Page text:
The Situationist

Posts Tagged ‘soccer’

Brain Injuries and Soccer

Posted by Adam Benforado on November 28, 2011

On Sunday, one of the legends of the soccer world was found dead.

Gary Speed was only 42.  He played for clubs in England’s Premiership for 22 years and holds the record for the most appearances representing Wales for an outfield player.  He had recently taken over as the head coach of the national side and Wales, for the first time in years, had begun to look like a genuinely dangerous team.

But on Sunday, it all ended as Speed took his own life, leaving behind a wife and two sons, aged 13 and 14.

In the coming weeks, we will learn more about the circumstances surrounding the death, but one thing that immediately came to mind upon hearing the tragic news was whether there might be a connection to the string of suicides by football players, boxers, and hockey players who had suffered brain injuries.

Chronic traumatic encephalopathy has been documented in autopsies of 20 or so football players who died young, including Dave Dureson, the Pro-Bowl Chicago Bears safety, who shot himself in February.  And there is more general research that shows that people with acquired brain injury are significantly more likely to demonstrate suicidal behaviors than those in the general population.

How might this relate to Gary Speed?

Well, Speed was, as the Guardian noted in its obituary, “an exceptional header of the ball.”  Expertly meeting a gun shot of a cross with his forehead and guiding it in his chosen direction was one of Speed’s special talents.  And he demonstrated that talent for longer than almost anyone: indeed, there are only two players, Ryan Giggs and David James, who played more games in the Premier League.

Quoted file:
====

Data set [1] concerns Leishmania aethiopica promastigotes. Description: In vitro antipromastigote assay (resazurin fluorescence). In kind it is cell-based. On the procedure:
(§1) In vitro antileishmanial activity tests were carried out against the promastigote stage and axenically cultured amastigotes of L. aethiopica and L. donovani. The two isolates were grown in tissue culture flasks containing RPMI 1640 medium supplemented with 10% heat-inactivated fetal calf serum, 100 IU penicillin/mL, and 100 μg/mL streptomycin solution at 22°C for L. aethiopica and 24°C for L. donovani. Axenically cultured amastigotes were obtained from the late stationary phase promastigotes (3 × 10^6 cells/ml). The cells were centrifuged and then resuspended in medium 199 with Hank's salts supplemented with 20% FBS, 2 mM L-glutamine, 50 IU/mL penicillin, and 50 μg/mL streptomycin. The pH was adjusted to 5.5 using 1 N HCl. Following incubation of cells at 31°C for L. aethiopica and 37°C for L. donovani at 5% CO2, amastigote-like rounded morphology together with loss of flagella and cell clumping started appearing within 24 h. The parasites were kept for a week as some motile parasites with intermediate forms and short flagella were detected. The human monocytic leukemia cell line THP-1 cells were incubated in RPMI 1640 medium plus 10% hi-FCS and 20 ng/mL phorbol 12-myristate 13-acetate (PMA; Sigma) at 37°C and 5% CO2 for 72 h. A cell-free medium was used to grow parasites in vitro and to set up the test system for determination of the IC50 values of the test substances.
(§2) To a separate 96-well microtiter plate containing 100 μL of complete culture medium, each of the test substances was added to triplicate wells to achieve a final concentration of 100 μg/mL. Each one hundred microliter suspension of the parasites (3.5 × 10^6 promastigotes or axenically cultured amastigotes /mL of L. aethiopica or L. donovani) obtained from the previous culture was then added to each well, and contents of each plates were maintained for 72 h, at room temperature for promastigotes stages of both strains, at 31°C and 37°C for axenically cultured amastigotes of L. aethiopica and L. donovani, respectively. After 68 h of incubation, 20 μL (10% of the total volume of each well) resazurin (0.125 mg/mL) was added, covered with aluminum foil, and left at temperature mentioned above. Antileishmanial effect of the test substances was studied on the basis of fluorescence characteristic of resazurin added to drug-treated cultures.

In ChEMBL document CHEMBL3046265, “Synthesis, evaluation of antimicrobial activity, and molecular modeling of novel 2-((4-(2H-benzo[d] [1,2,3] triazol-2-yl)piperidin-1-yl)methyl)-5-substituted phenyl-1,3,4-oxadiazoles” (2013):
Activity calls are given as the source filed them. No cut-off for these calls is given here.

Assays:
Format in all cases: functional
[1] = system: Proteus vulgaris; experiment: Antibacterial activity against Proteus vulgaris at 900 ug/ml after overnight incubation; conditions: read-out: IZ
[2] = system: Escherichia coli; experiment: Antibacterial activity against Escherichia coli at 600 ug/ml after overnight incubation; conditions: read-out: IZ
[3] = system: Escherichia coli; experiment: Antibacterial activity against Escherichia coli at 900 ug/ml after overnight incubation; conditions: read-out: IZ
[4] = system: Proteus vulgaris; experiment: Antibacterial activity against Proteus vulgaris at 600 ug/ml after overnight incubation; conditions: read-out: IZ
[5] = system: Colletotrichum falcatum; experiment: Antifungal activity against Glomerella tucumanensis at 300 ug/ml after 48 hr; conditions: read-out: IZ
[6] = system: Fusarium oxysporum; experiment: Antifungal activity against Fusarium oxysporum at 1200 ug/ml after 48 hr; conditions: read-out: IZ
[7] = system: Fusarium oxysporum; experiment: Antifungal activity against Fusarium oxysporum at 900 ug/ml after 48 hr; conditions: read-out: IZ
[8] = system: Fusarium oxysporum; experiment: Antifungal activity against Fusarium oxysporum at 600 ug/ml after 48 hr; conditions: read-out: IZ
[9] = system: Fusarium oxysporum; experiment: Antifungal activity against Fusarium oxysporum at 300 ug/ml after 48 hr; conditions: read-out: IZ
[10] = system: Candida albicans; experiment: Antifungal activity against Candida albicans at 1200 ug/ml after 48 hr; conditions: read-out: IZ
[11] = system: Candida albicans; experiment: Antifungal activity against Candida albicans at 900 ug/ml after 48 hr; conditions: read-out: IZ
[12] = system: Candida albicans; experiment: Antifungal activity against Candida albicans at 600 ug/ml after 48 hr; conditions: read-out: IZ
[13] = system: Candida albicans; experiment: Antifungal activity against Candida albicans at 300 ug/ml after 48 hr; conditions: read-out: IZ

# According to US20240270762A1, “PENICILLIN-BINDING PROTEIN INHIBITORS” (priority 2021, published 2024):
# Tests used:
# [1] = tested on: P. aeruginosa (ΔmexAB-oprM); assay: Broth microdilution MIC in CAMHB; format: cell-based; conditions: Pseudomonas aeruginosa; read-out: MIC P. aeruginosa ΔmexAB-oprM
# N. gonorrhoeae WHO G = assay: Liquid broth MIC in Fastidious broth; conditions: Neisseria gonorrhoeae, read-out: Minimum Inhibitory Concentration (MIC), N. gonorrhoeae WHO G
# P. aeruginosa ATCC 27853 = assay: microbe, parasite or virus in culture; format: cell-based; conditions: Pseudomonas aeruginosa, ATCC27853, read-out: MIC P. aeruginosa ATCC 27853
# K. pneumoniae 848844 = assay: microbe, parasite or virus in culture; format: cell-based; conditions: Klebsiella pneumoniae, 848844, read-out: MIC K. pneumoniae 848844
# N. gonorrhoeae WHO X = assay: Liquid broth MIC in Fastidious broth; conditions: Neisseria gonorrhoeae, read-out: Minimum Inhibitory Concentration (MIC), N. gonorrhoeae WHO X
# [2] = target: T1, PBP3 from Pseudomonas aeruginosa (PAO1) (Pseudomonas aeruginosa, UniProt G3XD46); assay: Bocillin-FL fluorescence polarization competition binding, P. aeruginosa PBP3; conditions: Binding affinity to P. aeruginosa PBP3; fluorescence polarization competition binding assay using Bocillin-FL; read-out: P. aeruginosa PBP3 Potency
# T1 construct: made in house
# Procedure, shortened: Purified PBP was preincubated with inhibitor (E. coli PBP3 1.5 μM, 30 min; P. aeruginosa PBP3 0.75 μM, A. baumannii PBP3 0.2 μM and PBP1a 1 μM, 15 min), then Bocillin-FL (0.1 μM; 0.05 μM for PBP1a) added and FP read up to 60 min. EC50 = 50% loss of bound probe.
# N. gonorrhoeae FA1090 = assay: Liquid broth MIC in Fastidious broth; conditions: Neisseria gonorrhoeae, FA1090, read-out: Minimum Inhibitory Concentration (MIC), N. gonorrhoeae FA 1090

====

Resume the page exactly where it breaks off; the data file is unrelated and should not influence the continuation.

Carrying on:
Although football and boxing have been getting most of the attention lately, we have known for years that there is evidence of chronic traumatic brain injury in professional soccer players.  Indeed, when researchers from the Netherlands looked at a population of professional soccer players in the Netherlands in 1998, the found that they

exhibited impaired performances in memory, planning, and visuoperceptual processing when compared with control subjects. Among professional soccer players, performance on memory, planning, and visuoperceptual tasks were inversely related to the number of concussions incurred in soccer and the frequency of “heading” the ball. Performance on neuropsychological testing also varied according to field position, with forward and defensive players exhibiting more impairment.

We will never know for certain why Gary Speed decided to take his own life, but my hope is that attention will be given to the possibility that the effects of his chosen profession may have contributed to his death.  At present, no one is writing about the role that brain trauma might have played in the tragedy on Sunday, but maybe they should.

In the end, soccer may not be the “safe” alternative to football that so many parents (including my own) have long assumed it to be.

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Why Goalies Often Dive To The Right

Posted by The Situationist Staff on July 31, 2011